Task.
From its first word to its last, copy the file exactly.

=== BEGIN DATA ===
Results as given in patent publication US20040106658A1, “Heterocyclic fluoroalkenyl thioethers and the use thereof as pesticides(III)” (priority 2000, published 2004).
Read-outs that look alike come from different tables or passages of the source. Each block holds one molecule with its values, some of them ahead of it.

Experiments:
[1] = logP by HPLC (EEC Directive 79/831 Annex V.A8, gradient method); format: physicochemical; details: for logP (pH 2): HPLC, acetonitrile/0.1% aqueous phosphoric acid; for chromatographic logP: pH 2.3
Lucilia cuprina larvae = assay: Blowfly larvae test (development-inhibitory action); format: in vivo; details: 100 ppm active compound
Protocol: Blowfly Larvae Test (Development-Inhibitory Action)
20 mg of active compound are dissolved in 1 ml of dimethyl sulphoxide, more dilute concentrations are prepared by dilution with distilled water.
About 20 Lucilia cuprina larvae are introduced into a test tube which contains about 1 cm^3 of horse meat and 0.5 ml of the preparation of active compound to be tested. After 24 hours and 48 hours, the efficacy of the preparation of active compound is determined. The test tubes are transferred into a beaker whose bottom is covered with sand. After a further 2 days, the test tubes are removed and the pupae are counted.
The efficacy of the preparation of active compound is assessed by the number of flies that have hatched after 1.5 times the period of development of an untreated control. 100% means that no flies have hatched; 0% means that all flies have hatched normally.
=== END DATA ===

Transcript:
Results as given in patent publication US20040106658A1, “Heterocyclic fluoroalkenyl thioethers and the use thereof as pesticides(III)” (priority 2000, published 2004).
Read-outs that look alike come from different tables or passages of the source. Each block holds one molecule with its values, some of them ahead of it.

Experiments:
[1] = logP by HPLC (EEC Directive 79/831 Annex V.A8, gradient method); format: physicochemical; details: for logP (pH 2): HPLC, acetonitrile/0.1% aqueous phosphoric acid; for chromatographic logP: pH 2.3
Lucilia cuprina larvae = assay: Blowfly larvae test (development-inhibitory action); format: in vivo; details: 100 ppm active compound
Protocol: Blowfly Larvae Test (Development-Inhibitory Action)
20 mg of active compound are dissolved in 1 ml of dimethyl sulphoxide, more dilute concentrations are prepared by dilution with distilled water.
About 20 Lucilia cuprina larvae are introduced into a test tube which contains about 1 cm^3 of horse meat and 0.5 ml of the preparation of active compound to be tested. After 24 hours and 48 hours, the efficacy of the preparation of active compound is determined. The test tubes are transferred into a beaker whose bottom is covered with sand. After a further 2 days, the test tubes are removed and the pupae are counted.
The efficacy of the preparation of active compound is assessed by the number of flies that have hatched after 1.5 times the period of development of an untreated control. 100% means that no flies have hatched; 0% means that all flies have hatched normally.